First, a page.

info: profile set to 'default' info: default host triple is x86_64-unknown-linux-gnu info: syncing channel updates for 'stable-x86_64-unknown-linux-gnu' info: latest update on 2023-01-10, rust version 1.66.1 (90743e729 2023-01-10) info: downloading component 'cargo' info: downloading component 'clippy' info: downloading component 'rust-docs' info: downloading component 'rust-std' info: downloading component 'rustc' 67.4 MiB / 67.4 MiB (100 %) 40.9 MiB/s in 1s ETA: 0s info: downloading component 'rustfmt' info: installing component 'cargo' 6.6 MiB / 6.6 MiB (100 %) 5.5 MiB/s in 1s ETA: 0s info: installing component 'clippy' info: installing component 'rust-docs' 19.1 MiB / 19.1 MiB (100 %) 2.4 MiB/s in 7s ETA: 0s info: installing component 'rust-std' 30.0 MiB / 30.0 MiB (100 %) 5.6 MiB/s in 5s ETA: 0s info: installing component 'rustc' 67.4 MiB / 67.4 MiB (100 %) 5.9 MiB/s in 11s ETA: 0s info: installing component 'rustfmt' info: default toolchain set to 'stable-x86_64-unknown-linux-gnu' stable-x86_64-unknown-linux-gnu installed - rustc 1.66.1 (90743e729 2023-01-10) Rust is installed now. Great! To get started you may need to restart your current shell. This would reload your PATH environment variable to include Cargo's bin directory ($HOME/.cargo/bin). To configure your current shell, run: source "$HOME/.cargo/env" sammy@ubuntu:~$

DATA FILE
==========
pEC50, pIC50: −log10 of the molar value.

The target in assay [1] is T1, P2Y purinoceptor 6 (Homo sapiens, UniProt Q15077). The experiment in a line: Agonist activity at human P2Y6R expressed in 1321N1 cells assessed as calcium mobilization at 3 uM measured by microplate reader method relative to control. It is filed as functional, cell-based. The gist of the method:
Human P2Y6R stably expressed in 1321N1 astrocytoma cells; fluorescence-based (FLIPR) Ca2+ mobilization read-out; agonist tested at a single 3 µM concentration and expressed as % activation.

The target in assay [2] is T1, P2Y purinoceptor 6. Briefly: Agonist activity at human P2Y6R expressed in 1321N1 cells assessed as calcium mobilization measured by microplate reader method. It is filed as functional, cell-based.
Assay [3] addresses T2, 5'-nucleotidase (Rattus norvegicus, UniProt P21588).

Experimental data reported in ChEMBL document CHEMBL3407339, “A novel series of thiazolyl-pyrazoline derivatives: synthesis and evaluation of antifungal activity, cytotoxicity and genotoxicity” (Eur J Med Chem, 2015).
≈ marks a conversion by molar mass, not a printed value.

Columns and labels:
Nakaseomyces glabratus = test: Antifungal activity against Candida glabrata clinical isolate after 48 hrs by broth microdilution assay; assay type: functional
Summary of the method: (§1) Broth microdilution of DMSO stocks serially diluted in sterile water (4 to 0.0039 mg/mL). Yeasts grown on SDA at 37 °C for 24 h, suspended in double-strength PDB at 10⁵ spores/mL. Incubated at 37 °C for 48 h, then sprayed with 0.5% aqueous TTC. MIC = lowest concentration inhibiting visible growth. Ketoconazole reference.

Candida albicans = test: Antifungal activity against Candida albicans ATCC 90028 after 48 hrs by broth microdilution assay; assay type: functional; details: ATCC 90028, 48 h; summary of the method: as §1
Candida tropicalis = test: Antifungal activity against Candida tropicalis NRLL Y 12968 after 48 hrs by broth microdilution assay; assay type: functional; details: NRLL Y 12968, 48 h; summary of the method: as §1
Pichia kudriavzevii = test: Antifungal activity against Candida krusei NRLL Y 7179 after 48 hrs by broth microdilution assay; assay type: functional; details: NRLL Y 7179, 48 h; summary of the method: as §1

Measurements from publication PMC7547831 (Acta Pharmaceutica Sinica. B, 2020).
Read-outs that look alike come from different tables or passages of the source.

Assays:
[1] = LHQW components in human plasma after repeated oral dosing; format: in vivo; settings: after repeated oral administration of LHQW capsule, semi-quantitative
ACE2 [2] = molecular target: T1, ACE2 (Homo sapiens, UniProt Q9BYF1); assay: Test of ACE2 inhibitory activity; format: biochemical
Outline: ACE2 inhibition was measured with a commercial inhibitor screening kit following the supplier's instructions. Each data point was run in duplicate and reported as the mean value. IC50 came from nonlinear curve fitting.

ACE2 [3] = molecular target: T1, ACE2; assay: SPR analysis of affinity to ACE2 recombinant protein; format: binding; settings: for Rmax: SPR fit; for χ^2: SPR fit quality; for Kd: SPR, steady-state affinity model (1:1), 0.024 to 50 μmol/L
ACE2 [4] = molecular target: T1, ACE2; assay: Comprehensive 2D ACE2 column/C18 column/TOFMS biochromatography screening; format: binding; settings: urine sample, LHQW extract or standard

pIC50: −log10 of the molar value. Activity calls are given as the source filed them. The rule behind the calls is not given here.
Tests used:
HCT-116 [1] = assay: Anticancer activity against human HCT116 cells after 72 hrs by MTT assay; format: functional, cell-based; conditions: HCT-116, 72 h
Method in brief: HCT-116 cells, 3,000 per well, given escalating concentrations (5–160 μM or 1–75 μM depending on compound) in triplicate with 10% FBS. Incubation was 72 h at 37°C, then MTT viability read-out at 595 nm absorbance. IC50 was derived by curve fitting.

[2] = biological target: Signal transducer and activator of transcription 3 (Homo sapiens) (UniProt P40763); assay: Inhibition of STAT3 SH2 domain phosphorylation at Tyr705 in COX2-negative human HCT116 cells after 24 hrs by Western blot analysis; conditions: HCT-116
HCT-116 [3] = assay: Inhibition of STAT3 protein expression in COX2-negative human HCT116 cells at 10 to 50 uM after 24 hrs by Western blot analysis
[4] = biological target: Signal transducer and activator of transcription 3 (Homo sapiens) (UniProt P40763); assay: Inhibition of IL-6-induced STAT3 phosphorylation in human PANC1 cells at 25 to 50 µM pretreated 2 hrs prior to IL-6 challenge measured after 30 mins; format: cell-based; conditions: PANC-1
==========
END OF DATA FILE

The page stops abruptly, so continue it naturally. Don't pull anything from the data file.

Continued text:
Next, run the following command to add the Rust toolchain directory to the PATH environment variable:

  1. source $HOME/.cargo/env

Step 2 — Verifying the Installation

Verify the Rust installation by requesting the version:

  1. rustc --version

The rustc --version command returns the version of the Rust programming language installed on your system. For example:

Output
sammy@ubuntu:~$ rustc --version rustc 1.66.1 (90743e729 2023-01-10) sammy@ubuntu:~$

Step 3 — Installing a Compiler

Rust requires a linker program to join compiled outputs into one file. The GNU Compiler Collection (gcc) in the build-essential package includes a linker. If you don’t install gcc, then you might get the following error when you try to compile:

error: linker `cc` not found
  |
  = note: No such file or directory (os error 2)

error: aborting due to previous error

You’ll use apt to install the build-essential package.

First, update the Apt package index:

  1. sudo apt update

Enter your password to continue if prompted. The apt update command outputs a list of packages that can be upgraded. For example:

Output